12 Feb 2008

Study reveals reality of claiming asylum in the UK

12 February 2008

A new report released on Tuesday 12 February at General Synod, London by The Children's Society, gives a snapshot of the stark reality for child asylum seekers and refugees living in Britain.

Living on the edge of despair is a small study that shows children growing up in households without food, heating or toys, mothers forced to prostitute themselves to survive, young people in care cut off from any help at 18 becoming homeless, and pregnant women who cannot afford to eat.

The Children's Society interviewed 13 destitute families and young people and collected eight case studies from other voluntary and statutory organisations. In addition eight professionals were interviewed to determine the causes and consequences of destitution for children.

Professionals claimed the main cause of destitution was lack of legal representation. This reflects concerns that the legal aid available for asylum seekers is severely restricted and does not allow time to adequately deal with the complex immigration system within UK law.

Ten out of the 13 families interviewed did not receive adequate legal representation during their asylum claim. The professionals interviewed said that in their opinion the lack of proper legal advice was directly responsible for asylum claims failing. This can leave genuine asylum seekers and their families destitute, unable to work or claim benefits. Some of the parents within the study had experienced rape and torture before arriving in the UK. Many were depressed and felt powerless because they could not care for their children.

Lisa Nandy, policy advisor for The Children’s Society said: “This may be a small-scale study but the results are shocking - we found children only eating once a day and parents not eating for several days. If the findings of this study reflect the wider experience of asylum-seeking families in the UK then thousands of children are experiencing destitution. Regardless of their legal status these are children, entitled to better childhoods and we have a duty to protect and support them as we do all other children in the UK.”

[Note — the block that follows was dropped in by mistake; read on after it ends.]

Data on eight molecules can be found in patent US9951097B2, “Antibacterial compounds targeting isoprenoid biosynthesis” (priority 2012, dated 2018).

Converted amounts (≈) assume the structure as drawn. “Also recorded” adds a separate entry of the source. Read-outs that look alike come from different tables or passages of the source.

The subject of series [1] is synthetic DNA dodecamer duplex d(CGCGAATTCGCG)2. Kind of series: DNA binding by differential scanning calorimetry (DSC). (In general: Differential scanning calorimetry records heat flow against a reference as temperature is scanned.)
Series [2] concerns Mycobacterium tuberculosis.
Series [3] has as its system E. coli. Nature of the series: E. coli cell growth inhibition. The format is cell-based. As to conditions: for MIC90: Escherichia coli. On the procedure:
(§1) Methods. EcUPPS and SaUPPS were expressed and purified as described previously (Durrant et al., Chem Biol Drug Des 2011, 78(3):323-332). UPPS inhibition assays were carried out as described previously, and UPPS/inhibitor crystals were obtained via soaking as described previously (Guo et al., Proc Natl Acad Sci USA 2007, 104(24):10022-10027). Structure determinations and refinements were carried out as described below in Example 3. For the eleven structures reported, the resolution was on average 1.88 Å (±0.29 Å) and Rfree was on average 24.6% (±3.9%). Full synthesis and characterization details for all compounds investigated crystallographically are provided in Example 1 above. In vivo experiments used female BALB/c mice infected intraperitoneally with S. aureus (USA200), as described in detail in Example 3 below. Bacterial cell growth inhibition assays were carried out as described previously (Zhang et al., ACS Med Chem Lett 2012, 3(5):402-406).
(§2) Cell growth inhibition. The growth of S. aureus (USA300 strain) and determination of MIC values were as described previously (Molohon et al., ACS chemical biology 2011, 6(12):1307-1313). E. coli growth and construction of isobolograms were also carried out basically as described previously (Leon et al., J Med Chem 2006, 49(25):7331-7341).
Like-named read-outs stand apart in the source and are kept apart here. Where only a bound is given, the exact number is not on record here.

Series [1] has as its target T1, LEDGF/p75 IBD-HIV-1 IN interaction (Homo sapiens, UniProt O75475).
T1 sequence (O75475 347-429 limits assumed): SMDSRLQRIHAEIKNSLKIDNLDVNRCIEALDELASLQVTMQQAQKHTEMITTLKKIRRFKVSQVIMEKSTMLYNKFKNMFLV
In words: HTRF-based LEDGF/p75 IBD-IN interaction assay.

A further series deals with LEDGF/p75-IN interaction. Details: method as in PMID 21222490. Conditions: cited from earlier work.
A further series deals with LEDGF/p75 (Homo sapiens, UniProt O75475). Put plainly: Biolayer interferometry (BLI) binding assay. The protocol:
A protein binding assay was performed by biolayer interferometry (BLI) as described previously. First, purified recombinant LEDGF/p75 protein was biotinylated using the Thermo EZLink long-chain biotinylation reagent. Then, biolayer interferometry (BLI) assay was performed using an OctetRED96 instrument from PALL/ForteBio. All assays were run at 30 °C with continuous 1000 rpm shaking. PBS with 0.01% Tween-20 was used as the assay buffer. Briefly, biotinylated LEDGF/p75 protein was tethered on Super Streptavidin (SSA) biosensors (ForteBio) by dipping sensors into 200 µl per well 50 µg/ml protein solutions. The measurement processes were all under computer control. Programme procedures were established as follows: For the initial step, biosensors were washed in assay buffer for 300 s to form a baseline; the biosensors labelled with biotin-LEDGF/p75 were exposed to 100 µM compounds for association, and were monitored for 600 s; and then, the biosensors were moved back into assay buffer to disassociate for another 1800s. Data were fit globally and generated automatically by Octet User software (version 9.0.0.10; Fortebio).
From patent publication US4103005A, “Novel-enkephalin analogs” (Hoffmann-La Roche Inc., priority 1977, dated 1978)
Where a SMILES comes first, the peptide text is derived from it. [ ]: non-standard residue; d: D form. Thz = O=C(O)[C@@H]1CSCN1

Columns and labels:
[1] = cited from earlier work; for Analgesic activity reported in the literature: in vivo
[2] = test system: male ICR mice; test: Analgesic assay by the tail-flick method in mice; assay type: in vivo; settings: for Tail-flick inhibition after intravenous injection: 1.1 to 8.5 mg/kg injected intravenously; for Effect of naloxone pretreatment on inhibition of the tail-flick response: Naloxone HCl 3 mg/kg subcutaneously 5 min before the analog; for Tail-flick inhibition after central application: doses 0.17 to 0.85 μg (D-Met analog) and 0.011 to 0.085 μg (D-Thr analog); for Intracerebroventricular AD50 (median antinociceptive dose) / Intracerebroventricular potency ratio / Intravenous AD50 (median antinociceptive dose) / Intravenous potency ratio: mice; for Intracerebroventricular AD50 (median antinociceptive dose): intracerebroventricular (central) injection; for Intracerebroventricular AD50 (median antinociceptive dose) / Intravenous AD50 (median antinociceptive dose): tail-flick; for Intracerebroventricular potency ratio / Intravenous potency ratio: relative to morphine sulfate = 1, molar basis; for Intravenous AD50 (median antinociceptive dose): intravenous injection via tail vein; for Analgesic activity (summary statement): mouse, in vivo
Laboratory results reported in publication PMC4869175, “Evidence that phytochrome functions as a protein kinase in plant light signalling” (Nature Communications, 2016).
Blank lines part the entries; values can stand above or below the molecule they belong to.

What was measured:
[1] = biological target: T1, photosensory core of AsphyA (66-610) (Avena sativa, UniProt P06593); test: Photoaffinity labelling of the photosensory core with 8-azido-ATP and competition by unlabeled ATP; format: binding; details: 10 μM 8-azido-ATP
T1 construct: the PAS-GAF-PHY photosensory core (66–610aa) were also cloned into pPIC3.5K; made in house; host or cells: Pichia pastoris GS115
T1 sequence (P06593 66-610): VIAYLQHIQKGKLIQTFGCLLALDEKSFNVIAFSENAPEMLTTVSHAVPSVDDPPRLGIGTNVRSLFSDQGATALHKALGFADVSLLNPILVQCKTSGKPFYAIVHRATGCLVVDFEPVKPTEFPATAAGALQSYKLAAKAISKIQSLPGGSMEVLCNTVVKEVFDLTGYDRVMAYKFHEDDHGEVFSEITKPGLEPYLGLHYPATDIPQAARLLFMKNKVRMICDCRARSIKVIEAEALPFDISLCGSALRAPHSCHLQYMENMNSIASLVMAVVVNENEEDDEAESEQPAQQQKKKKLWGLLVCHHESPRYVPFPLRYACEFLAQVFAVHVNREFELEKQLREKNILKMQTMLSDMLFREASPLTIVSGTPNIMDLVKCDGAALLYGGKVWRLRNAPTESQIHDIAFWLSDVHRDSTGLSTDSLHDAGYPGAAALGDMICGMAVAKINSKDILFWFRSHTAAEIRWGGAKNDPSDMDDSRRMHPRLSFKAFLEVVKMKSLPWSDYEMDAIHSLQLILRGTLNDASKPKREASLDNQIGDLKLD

The study found:

  • Children living in dirty, unsafe and overcrowded conditions
  • Transient housing accommodation
  • One family of six were housed in a single room
  • Many families were in hostels where they were afraid of other residents’ behaviour and their property and food was stolen.
  • Children living in accommodation without heating or electricity.
  • Children and their families in constant fear return to unsafe countries
  •  Living in unsafe places led to sexual exploitation. Two children in our study had been conceived as a result of sexual exploitation.
  • Pregnant women interviewed did not have enough to eat, and one was homeless during her pregnancy

Rt Rev’d Bishop Tim Stevens, Chairman of The Children’s Society said: "This report is a shocking indictment on the way we treat some of the country's most vulnerable children. The Church has witnessed first hand the terrible levels of destitution facing many asylum seeking families who come to Britain to escape persecution and torture. Refugee and asylum-seeking are children first and foremost and should be treated as such. "

Notes to Editors:

For a copy of the report and evidence summary visit: www.childrenssociety.org.uk/research

The National Audit Office estimates there are at least 283,500 refused asylum seekers in the UK.(1) Refused asylum seekers are not allowed to claim benefits or work, and so many are destitute

The study was conducted in the West Midlands where charities and community groups are very active in supporting large numbers of destitute people. But The Children’s Society’s experience suggests children are destitute in other areas of England.
The charity is supporting destitute children and young people in London, Oxford, Manchester, Sheffield, Leeds and Newcastle.

Families claiming asylum, who are destitute, are entitled to asylum support. They are given accommodation outside of London and the South East (if they have nobody to stay with) and cash, at 70% of income support levels. They are not allowed to work.

Families recognised as refugees are allowed to work and claim benefits like anybody else in the UK. They have 28 days to leave their accommodation and find somewhere else to live when they are granted asylum. This can be a vulnerable time for families where they can end up temporarily destitute